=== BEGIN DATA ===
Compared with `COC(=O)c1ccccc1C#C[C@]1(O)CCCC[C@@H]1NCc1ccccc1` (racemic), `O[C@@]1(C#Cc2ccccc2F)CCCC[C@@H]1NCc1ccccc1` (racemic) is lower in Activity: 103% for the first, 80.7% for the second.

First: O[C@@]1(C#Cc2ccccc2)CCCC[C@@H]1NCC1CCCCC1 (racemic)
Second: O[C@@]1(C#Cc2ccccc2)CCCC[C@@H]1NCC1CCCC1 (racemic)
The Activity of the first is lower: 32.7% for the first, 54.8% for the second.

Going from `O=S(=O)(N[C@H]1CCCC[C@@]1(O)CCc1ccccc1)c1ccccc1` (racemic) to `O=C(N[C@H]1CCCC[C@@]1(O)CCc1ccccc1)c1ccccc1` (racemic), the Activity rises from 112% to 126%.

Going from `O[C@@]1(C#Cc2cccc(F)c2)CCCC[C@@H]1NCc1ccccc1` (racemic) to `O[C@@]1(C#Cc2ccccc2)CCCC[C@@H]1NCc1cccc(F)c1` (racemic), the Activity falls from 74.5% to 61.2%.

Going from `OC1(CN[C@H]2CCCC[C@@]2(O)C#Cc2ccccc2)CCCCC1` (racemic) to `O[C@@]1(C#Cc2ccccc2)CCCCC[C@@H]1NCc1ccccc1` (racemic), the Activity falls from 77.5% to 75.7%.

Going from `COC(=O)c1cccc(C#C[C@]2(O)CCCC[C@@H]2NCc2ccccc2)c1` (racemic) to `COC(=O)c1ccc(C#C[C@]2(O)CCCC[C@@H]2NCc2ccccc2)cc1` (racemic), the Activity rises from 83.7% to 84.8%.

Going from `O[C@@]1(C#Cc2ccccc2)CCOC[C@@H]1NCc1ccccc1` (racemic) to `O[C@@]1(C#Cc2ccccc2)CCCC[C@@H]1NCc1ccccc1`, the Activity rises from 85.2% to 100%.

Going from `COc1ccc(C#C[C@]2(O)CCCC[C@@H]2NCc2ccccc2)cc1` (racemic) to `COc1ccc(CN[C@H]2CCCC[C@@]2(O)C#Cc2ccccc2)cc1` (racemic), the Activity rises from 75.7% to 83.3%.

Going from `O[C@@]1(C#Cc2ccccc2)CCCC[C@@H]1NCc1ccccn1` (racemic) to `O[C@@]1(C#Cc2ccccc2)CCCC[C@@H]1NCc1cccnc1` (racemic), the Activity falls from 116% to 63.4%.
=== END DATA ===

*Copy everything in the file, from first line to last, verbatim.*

Compared with `COC(=O)c1ccccc1C#C[C@]1(O)CCCC[C@@H]1NCc1ccccc1` (racemic), `O[C@@]1(C#Cc2ccccc2F)CCCC[C@@H]1NCc1ccccc1` (racemic) is lower in Activity: 103% for the first, 80.7% for the second.

First: O[C@@]1(C#Cc2ccccc2)CCCC[C@@H]1NCC1CCCCC1 (racemic)
Second: O[C@@]1(C#Cc2ccccc2)CCCC[C@@H]1NCC1CCCC1 (racemic)
The Activity of the first is lower: 32.7% for the first, 54.8% for the second.

Going from `O=S(=O)(N[C@H]1CCCC[C@@]1(O)CCc1ccccc1)c1ccccc1` (racemic) to `O=C(N[C@H]1CCCC[C@@]1(O)CCc1ccccc1)c1ccccc1` (racemic), the Activity rises from 112% to 126%.

Going from `O[C@@]1(C#Cc2cccc(F)c2)CCCC[C@@H]1NCc1ccccc1` (racemic) to `O[C@@]1(C#Cc2ccccc2)CCCC[C@@H]1NCc1cccc(F)c1` (racemic), the Activity falls from 74.5% to 61.2%.

Going from `OC1(CN[C@H]2CCCC[C@@]2(O)C#Cc2ccccc2)CCCCC1` (racemic) to `O[C@@]1(C#Cc2ccccc2)CCCCC[C@@H]1NCc1ccccc1` (racemic), the Activity falls from 77.5% to 75.7%.

Going from `COC(=O)c1cccc(C#C[C@]2(O)CCCC[C@@H]2NCc2ccccc2)c1` (racemic) to `COC(=O)c1ccc(C#C[C@]2(O)CCCC[C@@H]2NCc2ccccc2)cc1` (racemic), the Activity rises from 83.7% to 84.8%.

Going from `O[C@@]1(C#Cc2ccccc2)CCOC[C@@H]1NCc1ccccc1` (racemic) to `O[C@@]1(C#Cc2ccccc2)CCCC[C@@H]1NCc1ccccc1`, the Activity rises from 85.2% to 100%.

Going from `COc1ccc(C#C[C@]2(O)CCCC[C@@H]2NCc2ccccc2)cc1` (racemic) to `COc1ccc(CN[C@H]2CCCC[C@@]2(O)C#Cc2ccccc2)cc1` (racemic), the Activity rises from 75.7% to 83.3%.

Going from `O[C@@]1(C#Cc2ccccc2)CCCC[C@@H]1NCc1ccccn1` (racemic) to `O[C@@]1(C#Cc2ccccc2)CCCC[C@@H]1NCc1cccnc1` (racemic), the Activity falls from 116% to 63.4%.